hereunder.
2.3 Answering defendant specifically denies the allegations contained in
paragraph 8 of the Complaint insofar as it alleged that (u)pon exercise of further
circumspection, counsel for the plaintiffs once followed-up in writing the 1994 request
of the plaintiffs to have the subject parcel of land be declared for taxation purposes and
insofar as it is made to appear that parcel of land being claimed by the plaintiffs is the
same parcel of land subject matter of Land Registration Case No. TG-423 for lack of
knowledge or information sufficient to form a belief as to the truth thereof and for the
reason that the names of the herein plaintiffs were never mentioned during the entire
proceedings in said land registration case and by reason of the Affirmative Allegations
contained hereunder.
2.4 Answering defendant specifically denies the allegations contained in
paragraphs 9, 10, 10 (a), 10 (b), 10 (c), 10 (d), 10 (e), 10 (f), 10 (g), 10 (h), and 11 for
the reason that there is no showing that the parcel of land being claimed by the plaintiff
is the same parcel of land which was the subject matter of Land Registration Case No.
TG- 423, and in the remote possibility that the parcel of land being claimed by the
plaintiffs is the same as that parcel of land subject of Land Registration Case No. TG423, the allegations contained in said paragraphs are still specifically denied for the
reason that no less than the Honorable Court had decided with finality that the parcel of
land is absolutely owned by herein defendant to the exclusion of all other persons
as attested to by the subsequent issuance of an Original Certificate of Title in favor of
answering defendant and for reasons stated in the Affirmative Allegations.
2.5 Answering defendant specifically denies the allegations contained in
paragraph 12 of the Complaint for the obvious reason that it was the plaintiffs who

appear to have been sleeping on their rights considering that up to the present they still
do not have any certificate of title covering the parcel of land they are claiming in the
instant case, while on the part of herein defendant, no less than the Honorable Court had
adjudged with finality that the parcel of land subject matter of Land Registration Case
No. TG-423 is absolutely owned by herein defendant.
2.6 Answering defendant specifically denies the allegations contained in
paragraph 13 of the complaint for the reason that defendant has never ladgrabbed any
parcel of land belonging to others, much less from the plaintiffs, and further, answering
defendant specifically denies the allegations therein that plaintiffs engaged the services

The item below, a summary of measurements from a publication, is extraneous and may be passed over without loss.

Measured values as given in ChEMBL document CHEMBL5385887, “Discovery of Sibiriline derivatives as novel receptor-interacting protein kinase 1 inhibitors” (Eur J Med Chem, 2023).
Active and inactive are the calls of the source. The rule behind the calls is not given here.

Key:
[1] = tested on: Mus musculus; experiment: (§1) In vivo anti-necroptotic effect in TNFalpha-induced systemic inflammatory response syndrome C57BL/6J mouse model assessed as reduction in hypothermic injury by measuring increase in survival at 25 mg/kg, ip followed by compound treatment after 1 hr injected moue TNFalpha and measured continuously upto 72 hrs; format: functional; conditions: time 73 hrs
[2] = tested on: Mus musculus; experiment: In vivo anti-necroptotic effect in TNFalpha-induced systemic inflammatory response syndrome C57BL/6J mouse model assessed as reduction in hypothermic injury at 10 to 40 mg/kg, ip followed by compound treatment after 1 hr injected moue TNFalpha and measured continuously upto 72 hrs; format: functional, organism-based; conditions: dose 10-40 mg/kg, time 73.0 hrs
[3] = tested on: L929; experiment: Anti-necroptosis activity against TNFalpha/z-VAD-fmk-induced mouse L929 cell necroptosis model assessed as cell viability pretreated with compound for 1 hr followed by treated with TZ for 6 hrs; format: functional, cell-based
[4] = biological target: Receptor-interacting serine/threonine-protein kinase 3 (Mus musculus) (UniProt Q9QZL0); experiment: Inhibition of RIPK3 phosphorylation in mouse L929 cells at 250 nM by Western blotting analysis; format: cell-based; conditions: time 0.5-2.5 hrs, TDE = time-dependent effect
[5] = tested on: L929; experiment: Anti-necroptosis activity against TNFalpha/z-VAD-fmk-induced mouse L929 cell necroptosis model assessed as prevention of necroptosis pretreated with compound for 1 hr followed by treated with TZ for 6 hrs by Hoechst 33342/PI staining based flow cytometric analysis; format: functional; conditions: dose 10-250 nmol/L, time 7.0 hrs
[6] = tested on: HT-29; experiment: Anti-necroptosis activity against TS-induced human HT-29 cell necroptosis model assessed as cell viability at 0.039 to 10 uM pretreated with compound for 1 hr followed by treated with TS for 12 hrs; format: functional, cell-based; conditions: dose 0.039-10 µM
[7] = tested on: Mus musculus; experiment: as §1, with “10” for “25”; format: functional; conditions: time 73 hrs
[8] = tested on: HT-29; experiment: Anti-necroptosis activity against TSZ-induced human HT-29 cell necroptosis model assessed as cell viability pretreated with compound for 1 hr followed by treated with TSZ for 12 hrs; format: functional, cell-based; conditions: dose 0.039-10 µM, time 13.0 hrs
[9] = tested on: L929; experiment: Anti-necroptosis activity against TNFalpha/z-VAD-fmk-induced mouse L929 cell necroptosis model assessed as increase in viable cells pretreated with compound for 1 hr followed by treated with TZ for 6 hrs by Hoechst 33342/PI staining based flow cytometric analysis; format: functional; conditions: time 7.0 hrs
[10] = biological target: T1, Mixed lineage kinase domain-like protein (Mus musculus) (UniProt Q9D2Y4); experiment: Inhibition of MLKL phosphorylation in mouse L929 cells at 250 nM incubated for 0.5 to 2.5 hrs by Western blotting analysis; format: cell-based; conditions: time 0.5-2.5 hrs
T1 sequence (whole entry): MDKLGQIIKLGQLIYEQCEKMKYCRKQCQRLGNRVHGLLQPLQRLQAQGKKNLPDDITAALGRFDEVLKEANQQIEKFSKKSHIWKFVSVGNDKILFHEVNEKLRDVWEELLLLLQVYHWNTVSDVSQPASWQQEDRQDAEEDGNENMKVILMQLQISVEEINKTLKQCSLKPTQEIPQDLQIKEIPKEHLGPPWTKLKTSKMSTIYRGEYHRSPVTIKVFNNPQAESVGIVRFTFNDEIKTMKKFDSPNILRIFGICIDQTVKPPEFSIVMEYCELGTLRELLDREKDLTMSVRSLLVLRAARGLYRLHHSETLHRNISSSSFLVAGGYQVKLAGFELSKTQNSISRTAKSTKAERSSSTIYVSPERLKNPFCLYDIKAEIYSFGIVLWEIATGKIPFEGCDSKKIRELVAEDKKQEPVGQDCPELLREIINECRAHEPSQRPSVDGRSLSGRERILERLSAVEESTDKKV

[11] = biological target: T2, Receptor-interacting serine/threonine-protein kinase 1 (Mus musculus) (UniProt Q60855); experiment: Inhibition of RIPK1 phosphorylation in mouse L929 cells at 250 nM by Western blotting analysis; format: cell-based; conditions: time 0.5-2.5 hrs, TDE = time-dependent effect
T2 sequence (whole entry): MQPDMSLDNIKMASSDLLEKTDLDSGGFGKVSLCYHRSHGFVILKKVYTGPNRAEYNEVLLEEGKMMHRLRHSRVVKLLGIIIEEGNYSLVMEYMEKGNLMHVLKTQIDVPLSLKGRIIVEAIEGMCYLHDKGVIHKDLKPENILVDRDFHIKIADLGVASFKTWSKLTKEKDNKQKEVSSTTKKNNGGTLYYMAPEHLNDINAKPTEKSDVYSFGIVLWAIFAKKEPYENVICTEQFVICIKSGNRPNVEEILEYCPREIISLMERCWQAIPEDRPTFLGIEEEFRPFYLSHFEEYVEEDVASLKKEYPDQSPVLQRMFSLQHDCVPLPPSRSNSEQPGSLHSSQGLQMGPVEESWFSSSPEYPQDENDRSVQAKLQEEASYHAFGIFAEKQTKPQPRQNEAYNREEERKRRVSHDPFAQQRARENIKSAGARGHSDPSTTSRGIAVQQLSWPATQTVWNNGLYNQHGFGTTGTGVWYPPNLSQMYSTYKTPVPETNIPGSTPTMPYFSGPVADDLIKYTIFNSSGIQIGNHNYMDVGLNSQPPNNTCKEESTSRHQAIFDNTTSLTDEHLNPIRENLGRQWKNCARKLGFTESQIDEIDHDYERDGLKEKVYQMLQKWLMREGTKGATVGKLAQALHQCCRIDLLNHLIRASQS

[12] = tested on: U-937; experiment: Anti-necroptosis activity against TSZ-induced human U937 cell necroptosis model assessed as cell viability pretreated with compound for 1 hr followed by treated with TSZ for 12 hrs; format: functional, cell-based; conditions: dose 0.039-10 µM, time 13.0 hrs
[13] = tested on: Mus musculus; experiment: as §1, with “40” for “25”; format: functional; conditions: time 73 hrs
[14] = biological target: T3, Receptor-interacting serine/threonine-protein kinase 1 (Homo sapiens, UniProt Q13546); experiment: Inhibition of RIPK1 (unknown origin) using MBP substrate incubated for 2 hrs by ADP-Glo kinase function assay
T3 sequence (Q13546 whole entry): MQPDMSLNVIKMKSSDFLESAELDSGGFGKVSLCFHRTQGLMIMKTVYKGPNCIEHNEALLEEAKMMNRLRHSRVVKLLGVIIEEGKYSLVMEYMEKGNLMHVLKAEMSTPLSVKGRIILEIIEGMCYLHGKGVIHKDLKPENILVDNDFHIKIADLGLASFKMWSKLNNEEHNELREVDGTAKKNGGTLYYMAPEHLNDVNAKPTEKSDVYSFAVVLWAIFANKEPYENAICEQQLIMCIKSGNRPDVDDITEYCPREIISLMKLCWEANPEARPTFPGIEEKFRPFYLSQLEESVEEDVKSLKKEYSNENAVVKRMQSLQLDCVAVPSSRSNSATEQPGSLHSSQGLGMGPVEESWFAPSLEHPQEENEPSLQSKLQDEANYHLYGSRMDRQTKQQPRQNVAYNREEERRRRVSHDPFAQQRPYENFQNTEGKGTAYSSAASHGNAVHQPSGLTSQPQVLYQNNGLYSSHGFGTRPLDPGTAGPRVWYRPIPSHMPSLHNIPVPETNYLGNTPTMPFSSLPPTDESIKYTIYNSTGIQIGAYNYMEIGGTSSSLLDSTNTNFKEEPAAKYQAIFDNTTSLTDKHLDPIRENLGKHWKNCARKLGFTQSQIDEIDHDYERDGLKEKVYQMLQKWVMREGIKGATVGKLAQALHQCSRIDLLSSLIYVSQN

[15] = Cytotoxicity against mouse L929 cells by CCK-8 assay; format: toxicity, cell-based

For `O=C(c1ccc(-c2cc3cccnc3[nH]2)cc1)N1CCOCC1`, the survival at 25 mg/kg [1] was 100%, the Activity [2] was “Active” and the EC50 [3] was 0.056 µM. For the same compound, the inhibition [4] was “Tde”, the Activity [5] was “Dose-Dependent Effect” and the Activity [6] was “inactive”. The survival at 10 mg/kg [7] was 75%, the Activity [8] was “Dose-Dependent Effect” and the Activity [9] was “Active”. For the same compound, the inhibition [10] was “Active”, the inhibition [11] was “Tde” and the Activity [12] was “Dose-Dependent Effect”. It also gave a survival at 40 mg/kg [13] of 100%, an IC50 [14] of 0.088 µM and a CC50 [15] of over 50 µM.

of a lawyer for a fee for lack of knowledge r information sufficient to form a belief as to
the truth thereof.
2.7 Answering defendant specifically denies the allegations contained in
paragraphs 14, 15, 16, 17 and 18 of the Complaint for lack of knowledge or information
sufficient to form a belief as the truth thereof.
2.8 Answering defendant specifically denies the allegations contained in
paragraphs IV (a) to IV (c) for the reason that, as above-stated, if the parcel of land
being claimed by the plaintiffs is the same as that parcel of land subject matter of Land
Registration Case No. TG-423, this Honorable Court had already decided with finality
that said parcel of land is absolutely owned by herein answering defendant and
additionally, for those reasons stated in defendant's Motion to Dismiss.
2.9 Answering defendant specifically denies the allegations contained in
paragraph IV (d) of the Complaint for lack of knowledge or information sufficient to
form a belief as to the truth thereof.

Special and affirmative defenses were also raised in the same Answer Ad
Cautelam, to wit:
xxxx
4.1 The pleading asserting the claim of the plaintiff states no cause of action as
asserted in the Motion To Dismiss filed by herein answering defendant and for the
reason that there is no evidence whatsoever showing or attesting to the fact that the
parcel of land being claimed by the plaintiffs in the Complaint is the same parcel of land
which was the subject matter of Land Registration Case No. TG-423.
4.2 The complaint was barred by the prior judgment rendered by this Honorable
in Land Registration Case No. TG-423.
4.3 The complaint is barred by the Statute of Limitation in that OCT No. 0-660
had become incontrovertible by virtue of the Torrens System of Registration; and to
allow plaintiffs to question the validity of answering defendant's title through the instant
complaint would be a collateral of OCT No. 0-660 which is not permissible under the